One hundred years after the formation of an official public record office for Northern Ireland, David Whelan talks to Acting Director of PRONI, David Huddleston, about receiving, preserving, and making available the public record.
Spacious, well-lit, and welcoming, first impressions of the Public Record Office of Northern Ireland (PRONI) are a far cry from what might be expected of a facility trusted with preserving a Papal Bull by Pope Honorius III dating back to 1219, correspondence from Theobald Wolfe Tone from 1798, and notebooks and letters accounting individual experiences of the Battle of the Boyne and the Easter Rising.
Custom built in 2011 to succeed a former Balmoral Avenue site which had grown unsuitable in its size and functionality, the Titanic Boulevard building boasts large exhibition space, an onsite cafe, a large public search room, as well as specific reading rooms, purposely set to entice the public in.
The building’s modern and inviting design cloaks its primary function, to receive, preserve, and make available the public records of government and the wider public sector over the past 100 years.
Describing the layout as “like a medieval castle”, whereby the core of the building acts as its stores, Huddleston explains that the public-facing areas serve as a protective layer for the vast array of documents that lie within.
While the majority of PRONI’s public records date from the partition of Ireland in 1921 to the current day, older documents dating back to the late 18th and 19th centuries are also held. As well as acting as the official place of deposit for public records in Northern Ireland, PRONI also collects a wide range of archives from private sources.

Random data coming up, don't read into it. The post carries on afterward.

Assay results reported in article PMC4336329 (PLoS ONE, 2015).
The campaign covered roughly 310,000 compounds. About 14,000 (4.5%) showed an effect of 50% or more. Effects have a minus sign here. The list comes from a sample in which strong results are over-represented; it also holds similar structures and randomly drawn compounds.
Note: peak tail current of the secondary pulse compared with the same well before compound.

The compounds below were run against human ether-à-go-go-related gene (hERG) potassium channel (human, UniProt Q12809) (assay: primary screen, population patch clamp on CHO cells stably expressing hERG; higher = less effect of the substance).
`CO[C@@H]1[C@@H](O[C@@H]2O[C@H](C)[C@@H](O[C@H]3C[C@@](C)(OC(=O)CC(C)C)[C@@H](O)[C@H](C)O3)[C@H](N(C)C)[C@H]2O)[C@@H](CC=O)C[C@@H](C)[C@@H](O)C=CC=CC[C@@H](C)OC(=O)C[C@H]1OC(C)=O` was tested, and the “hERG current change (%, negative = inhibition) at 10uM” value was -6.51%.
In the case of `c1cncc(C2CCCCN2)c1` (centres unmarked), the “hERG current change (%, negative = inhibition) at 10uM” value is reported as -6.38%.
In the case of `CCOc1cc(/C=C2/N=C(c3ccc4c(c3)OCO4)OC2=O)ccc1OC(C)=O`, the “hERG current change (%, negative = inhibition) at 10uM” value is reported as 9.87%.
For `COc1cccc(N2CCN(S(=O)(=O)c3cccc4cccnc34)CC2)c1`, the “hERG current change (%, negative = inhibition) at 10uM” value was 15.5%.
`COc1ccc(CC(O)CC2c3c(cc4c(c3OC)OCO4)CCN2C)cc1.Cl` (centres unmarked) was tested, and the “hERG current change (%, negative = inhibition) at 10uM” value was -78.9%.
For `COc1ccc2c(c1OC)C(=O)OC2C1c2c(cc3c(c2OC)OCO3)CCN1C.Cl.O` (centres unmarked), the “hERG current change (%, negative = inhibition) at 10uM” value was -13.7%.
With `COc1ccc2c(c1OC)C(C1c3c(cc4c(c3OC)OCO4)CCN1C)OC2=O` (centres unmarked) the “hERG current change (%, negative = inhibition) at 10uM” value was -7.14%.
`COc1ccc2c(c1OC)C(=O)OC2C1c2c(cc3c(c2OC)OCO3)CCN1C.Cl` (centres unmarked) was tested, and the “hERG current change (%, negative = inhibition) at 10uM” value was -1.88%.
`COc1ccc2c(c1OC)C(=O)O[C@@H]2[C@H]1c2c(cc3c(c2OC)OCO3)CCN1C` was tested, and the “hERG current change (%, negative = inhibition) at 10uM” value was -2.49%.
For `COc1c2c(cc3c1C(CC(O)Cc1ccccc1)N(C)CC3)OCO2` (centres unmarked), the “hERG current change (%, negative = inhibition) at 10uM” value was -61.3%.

Set up post-partition, PRONI has set about using its centenary to raise awareness of the public accessibility of the historical treasure trove it holds.
Huddleston has spent his whole career (25 years) working in the public record office across a range of divisions including record management to cataloguing and spent the last 14 months as Acting Director.
Quizzed on the fascination PRONI holds for him, he explains: “For some, the idea of a public record can sound mundane, but it is not the case. These records have a unique ability to transport you to a moment in time and give you a personal experience of history.
“One example is a piece that resonates with me a lot, a piece that I catalogued and one that would not instantly jump out as historically significant. They were the diaries of a mid-19th century County Down farmer called James Harshaw, from Donaghmore. Through his account you hear of his family ties to unionism and nationalism, of sickness in the community, and tales of those emigrating. He shares relatable emotions, but I was reading them in the context that this timeframe was the rise of the Young Irelanders and also the blight first appearing on the potato. We had the opportunity to read a first-hand account of the personal experiences of someone who lived through the famine, which I consider a real privilege.”